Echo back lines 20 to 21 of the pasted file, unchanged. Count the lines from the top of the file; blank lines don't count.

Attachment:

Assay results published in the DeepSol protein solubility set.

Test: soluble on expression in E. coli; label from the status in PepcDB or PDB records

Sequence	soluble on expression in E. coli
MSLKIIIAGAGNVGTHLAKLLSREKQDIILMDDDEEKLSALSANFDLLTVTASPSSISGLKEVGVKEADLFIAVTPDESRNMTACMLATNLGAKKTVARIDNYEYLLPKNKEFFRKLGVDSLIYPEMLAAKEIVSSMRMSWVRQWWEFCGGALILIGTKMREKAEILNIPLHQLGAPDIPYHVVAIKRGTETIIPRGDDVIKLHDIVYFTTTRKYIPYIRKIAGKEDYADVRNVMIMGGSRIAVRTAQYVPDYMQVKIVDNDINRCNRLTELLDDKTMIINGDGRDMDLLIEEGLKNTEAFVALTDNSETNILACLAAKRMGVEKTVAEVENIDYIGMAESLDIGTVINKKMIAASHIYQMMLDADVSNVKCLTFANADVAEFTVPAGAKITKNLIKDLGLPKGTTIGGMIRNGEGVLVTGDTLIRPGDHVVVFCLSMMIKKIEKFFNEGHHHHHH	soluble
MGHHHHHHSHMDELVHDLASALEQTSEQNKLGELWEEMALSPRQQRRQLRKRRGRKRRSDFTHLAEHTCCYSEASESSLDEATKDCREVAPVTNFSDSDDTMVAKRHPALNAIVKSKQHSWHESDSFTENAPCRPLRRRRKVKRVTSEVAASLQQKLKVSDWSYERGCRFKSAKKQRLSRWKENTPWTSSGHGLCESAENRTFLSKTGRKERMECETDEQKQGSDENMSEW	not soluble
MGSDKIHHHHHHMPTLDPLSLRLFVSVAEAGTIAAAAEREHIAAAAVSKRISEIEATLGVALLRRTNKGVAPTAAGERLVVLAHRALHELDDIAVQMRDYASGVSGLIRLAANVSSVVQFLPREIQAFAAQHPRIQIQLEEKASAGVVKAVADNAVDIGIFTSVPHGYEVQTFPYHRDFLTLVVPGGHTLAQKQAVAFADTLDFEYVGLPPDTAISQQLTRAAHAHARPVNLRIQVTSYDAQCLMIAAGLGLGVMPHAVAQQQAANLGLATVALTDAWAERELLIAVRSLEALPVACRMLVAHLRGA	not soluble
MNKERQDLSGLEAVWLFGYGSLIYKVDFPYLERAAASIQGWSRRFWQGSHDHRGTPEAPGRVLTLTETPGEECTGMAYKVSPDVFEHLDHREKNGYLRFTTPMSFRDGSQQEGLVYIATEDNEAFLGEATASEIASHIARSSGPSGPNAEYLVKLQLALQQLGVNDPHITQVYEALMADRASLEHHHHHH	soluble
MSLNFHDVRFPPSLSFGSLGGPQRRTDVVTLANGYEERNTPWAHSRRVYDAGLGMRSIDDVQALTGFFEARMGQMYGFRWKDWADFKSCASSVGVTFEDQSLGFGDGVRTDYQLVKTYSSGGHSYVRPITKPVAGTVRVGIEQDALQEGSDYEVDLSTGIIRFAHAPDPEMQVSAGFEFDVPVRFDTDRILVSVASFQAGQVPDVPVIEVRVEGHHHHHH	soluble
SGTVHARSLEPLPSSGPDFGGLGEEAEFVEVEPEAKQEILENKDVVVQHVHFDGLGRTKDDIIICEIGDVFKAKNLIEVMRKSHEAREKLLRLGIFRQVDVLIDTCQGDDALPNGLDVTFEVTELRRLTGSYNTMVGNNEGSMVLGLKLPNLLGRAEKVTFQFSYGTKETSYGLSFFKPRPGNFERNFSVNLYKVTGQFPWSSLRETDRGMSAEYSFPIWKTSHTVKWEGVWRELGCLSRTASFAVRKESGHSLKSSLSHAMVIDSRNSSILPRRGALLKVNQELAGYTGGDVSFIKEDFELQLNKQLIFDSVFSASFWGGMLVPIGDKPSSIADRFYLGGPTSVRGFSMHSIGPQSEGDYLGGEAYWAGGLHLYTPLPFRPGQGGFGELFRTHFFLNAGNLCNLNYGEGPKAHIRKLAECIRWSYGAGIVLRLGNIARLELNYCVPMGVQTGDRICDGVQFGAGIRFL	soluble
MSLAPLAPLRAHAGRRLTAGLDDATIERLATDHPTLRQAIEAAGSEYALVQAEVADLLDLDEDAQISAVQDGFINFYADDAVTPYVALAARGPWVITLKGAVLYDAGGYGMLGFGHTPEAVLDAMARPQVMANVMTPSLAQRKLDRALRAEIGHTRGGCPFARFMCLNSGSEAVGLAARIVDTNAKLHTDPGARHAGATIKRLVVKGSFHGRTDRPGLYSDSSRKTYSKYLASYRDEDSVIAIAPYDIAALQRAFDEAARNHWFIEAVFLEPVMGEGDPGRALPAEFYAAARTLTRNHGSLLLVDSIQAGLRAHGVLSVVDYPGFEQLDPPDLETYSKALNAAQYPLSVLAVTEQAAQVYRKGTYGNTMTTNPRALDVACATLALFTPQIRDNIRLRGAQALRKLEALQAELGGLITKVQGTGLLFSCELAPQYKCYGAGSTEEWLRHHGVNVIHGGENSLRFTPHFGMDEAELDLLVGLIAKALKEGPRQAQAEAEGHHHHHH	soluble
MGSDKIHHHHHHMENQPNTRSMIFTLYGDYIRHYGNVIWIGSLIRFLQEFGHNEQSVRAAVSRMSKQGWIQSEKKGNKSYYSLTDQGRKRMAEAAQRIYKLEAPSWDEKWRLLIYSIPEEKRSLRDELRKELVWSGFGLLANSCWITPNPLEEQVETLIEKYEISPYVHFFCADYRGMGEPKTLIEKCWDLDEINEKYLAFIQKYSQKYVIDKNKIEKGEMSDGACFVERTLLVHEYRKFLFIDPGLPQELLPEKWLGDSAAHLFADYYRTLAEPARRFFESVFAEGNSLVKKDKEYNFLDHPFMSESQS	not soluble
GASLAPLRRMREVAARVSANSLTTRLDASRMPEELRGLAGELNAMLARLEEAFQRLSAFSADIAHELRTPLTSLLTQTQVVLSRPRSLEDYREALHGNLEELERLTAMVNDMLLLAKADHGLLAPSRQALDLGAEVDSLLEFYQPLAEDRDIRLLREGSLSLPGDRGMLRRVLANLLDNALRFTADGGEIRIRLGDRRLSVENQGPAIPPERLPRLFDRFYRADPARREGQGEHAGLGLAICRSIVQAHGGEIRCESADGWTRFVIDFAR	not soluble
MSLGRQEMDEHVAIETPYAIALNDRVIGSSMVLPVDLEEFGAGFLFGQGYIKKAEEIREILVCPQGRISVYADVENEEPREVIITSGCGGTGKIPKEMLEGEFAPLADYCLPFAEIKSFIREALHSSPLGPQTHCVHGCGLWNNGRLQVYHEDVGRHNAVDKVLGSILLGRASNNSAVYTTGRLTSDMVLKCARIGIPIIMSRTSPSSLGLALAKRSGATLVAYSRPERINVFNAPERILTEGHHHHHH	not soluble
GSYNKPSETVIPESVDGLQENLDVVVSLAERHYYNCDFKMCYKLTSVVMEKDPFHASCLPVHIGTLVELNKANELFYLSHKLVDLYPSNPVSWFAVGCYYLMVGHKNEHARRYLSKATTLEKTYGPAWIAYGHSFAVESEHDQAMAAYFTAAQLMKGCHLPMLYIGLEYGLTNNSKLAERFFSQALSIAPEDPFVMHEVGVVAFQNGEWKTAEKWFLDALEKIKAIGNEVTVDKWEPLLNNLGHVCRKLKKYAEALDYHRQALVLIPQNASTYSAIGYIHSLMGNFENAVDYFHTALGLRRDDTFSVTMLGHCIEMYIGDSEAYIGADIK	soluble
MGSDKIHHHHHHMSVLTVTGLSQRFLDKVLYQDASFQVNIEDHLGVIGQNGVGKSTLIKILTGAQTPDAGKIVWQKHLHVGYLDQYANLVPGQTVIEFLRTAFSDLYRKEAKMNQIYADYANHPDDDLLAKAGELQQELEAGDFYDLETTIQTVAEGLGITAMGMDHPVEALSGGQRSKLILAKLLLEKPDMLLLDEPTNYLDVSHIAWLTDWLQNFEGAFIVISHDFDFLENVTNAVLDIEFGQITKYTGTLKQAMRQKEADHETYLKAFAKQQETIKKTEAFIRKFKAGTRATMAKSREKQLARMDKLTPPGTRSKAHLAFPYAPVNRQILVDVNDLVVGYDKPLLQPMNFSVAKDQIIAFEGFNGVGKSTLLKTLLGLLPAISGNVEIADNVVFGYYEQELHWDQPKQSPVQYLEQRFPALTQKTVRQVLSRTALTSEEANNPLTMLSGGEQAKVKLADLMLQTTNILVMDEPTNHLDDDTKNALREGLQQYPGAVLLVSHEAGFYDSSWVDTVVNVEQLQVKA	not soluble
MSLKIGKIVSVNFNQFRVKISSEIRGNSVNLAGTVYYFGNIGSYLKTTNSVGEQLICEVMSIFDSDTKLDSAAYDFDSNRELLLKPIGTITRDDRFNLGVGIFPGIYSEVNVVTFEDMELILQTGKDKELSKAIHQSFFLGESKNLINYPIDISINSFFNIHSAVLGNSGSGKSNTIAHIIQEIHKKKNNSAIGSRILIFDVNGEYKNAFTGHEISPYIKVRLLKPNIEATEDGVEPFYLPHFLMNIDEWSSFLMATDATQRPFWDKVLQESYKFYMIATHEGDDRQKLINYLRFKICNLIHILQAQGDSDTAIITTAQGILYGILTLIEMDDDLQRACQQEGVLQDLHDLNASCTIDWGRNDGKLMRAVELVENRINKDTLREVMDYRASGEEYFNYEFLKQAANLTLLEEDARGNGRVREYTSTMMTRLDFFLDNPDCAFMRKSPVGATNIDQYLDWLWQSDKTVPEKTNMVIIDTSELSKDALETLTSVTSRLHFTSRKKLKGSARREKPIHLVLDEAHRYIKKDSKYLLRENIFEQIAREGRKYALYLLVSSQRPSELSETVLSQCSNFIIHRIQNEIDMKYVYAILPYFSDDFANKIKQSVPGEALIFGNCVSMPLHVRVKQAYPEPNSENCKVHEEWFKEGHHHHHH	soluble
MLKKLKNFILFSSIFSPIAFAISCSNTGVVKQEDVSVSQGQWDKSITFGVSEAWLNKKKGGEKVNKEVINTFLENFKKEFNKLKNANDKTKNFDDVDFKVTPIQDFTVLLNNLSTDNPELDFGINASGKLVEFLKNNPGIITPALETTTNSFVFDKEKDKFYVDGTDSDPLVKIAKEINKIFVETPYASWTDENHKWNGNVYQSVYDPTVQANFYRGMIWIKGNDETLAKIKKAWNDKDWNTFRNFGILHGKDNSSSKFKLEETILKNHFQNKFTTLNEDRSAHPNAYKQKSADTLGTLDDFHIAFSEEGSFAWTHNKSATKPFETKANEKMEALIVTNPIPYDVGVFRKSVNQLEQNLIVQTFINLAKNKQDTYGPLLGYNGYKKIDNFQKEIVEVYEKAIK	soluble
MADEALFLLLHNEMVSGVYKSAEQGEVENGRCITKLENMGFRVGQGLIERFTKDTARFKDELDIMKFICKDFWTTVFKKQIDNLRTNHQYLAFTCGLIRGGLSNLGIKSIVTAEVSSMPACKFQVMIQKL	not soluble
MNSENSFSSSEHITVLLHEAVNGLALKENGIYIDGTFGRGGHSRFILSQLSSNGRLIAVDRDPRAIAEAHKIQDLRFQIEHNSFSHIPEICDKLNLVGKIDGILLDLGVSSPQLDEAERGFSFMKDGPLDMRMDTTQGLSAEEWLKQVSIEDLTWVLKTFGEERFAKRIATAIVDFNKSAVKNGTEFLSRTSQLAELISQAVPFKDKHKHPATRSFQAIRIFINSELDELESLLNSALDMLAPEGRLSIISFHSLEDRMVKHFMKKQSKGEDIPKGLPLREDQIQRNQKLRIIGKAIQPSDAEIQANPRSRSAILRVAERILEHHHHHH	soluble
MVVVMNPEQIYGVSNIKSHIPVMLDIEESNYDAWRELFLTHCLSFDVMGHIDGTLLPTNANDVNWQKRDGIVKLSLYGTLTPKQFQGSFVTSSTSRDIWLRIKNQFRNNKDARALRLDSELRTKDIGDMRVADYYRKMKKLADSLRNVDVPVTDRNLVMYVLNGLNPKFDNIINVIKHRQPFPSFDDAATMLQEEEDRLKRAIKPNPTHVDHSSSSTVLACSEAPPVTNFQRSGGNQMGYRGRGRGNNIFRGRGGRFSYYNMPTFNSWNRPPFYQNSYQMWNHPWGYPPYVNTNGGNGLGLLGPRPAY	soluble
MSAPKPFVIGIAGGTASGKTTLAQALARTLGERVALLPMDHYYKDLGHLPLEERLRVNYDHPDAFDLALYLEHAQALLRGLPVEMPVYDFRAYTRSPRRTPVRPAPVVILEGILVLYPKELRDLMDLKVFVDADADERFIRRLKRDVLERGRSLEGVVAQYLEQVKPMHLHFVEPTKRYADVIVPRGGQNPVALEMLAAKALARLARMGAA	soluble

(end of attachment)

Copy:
MVVVMNPEQIYGVSNIKSHIPVMLDIEESNYDAWRELFLTHCLSFDVMGHIDGTLLPTNANDVNWQKRDGIVKLSLYGTLTPKQFQGSFVTSSTSRDIWLRIKNQFRNNKDARALRLDSELRTKDIGDMRVADYYRKMKKLADSLRNVDVPVTDRNLVMYVLNGLNPKFDNIINVIKHRQPFPSFDDAATMLQEEEDRLKRAIKPNPTHVDHSSSSTVLACSEAPPVTNFQRSGGNQMGYRGRGRGNNIFRGRGGRFSYYNMPTFNSWNRPPFYQNSYQMWNHPWGYPPYVNTNGGNGLGLLGPRPAY	soluble
MSAPKPFVIGIAGGTASGKTTLAQALARTLGERVALLPMDHYYKDLGHLPLEERLRVNYDHPDAFDLALYLEHAQALLRGLPVEMPVYDFRAYTRSPRRTPVRPAPVVILEGILVLYPKELRDLMDLKVFVDADADERFIRRLKRDVLERGRSLEGVVAQYLEQVKPMHLHFVEPTKRYADVIVPRGGQNPVALEMLAAKALARLARMGAA	soluble